From The Dalles, he [Lowe] would have crossed 8 Mile Creek, which flows into 15 Mile Creek near its mouth. He would also have crossed 15 Mile Creek (which continues to the Columbia almost across from The Dalles Dam). Lowe’s route then drops off Tygh ridge into the valley of Tygh Creek and its junction with the White River. There was a large tribal encampment near the junction. The White River flows into the Deschutes east of Tygh Valley. After the climb out of Tygh Creek Valley, Lowe would have crossed Rock Creek and Gate Creek, which both flow into the White River. He would not have hit any water flowing into the Sandy drainage until after Barlow Summit — East Fork of the Salmon River (near Pioneer Woman’s Grave). Then Summit Meadow and Still Creek area (Sandy Drainage), and down Laurel Hill. The original road ran along the north side of the Sandy River and crossed the river for the last time after descending from Devils Backbone. The timeline is different from wagon travel, but they were using horses: it still would have been an accomplishment to move as far as he recorded “after a long day’s travel.” The terrain is very rough. He possibly stayed on the ridges along the way without the descent into the White River Canyon, as water could be had at regular intervals from the creeks available. Forage could be a different matter, but small meadows could have been available.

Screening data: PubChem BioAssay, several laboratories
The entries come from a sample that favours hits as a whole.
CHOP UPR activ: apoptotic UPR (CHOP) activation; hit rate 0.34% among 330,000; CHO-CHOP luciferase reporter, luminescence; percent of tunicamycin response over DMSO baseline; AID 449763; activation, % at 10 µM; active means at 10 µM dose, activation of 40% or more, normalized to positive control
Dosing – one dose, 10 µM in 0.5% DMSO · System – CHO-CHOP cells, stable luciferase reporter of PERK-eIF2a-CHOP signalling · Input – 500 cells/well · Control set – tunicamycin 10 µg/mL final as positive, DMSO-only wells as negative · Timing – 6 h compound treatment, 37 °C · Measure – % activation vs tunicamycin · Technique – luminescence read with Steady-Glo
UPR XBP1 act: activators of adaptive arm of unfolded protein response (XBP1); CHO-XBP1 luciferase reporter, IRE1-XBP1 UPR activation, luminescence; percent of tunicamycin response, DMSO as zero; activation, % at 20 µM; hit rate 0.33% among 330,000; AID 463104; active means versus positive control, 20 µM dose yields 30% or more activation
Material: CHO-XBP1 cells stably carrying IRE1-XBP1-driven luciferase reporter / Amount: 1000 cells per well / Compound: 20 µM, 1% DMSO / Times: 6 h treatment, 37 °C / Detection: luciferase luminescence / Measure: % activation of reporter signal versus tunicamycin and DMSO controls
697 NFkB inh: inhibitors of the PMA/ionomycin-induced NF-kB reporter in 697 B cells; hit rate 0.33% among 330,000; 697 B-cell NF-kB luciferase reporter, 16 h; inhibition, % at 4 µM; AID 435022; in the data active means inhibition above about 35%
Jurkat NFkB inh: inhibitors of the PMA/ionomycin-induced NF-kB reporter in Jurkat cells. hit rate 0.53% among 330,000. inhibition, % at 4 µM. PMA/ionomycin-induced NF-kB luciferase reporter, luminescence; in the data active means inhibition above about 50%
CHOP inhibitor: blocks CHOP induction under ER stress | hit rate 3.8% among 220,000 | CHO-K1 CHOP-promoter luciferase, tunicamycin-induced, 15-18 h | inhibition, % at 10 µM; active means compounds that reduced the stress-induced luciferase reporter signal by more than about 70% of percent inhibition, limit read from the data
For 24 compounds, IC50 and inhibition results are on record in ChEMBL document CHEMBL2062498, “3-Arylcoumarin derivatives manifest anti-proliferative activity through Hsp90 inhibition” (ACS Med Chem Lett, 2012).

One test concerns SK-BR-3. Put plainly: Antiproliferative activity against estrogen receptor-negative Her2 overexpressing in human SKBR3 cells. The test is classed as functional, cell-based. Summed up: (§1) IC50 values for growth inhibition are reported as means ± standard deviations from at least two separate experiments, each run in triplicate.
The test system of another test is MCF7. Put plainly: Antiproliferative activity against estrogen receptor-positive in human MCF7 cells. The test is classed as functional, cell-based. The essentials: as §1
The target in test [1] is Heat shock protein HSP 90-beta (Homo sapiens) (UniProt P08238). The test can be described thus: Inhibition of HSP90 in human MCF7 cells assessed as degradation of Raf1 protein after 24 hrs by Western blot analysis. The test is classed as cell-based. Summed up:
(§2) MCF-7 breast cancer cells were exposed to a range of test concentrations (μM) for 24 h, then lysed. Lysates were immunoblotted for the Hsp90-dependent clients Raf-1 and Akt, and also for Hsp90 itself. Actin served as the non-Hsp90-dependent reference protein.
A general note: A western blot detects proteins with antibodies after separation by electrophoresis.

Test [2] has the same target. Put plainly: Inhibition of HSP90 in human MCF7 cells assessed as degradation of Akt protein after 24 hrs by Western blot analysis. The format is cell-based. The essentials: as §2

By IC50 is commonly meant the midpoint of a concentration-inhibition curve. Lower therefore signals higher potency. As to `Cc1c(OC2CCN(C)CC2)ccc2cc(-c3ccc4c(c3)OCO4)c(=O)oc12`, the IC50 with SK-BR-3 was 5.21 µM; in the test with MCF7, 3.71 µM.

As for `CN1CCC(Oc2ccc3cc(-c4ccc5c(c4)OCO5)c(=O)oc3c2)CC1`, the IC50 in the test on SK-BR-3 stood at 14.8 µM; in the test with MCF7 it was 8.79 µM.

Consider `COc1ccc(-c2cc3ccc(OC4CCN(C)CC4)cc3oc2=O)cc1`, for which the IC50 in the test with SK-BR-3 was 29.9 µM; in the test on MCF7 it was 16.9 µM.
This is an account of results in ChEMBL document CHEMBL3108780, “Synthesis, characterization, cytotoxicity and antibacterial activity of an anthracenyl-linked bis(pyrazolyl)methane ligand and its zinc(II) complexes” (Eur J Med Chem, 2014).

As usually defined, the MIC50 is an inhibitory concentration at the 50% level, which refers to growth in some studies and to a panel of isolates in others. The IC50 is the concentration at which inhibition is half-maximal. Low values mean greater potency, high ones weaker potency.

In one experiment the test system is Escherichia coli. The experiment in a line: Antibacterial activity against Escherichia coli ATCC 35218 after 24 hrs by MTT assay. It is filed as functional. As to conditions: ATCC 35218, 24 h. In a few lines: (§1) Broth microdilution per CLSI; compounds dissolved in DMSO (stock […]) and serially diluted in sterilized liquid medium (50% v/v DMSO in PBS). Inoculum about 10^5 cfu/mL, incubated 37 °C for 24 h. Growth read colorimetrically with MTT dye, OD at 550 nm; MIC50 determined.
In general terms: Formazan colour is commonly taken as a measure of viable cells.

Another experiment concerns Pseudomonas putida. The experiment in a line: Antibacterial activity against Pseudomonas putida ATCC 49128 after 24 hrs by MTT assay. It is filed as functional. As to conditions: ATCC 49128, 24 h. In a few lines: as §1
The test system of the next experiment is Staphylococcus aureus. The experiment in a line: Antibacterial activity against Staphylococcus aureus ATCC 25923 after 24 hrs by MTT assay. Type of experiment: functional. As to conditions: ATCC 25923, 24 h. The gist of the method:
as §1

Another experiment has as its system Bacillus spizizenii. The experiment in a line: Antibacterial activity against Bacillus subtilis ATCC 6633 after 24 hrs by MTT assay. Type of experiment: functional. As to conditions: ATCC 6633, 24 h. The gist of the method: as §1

Remember that above, Thomas Lowe said he spent the day in Oregon City, sending the men ahead with the horses. Lowe was basically retired from the HBC: his time was his own and he could do what he wanted. He had probably arranged that he spend this time in Oregon City, where at least one of his future business partners lived.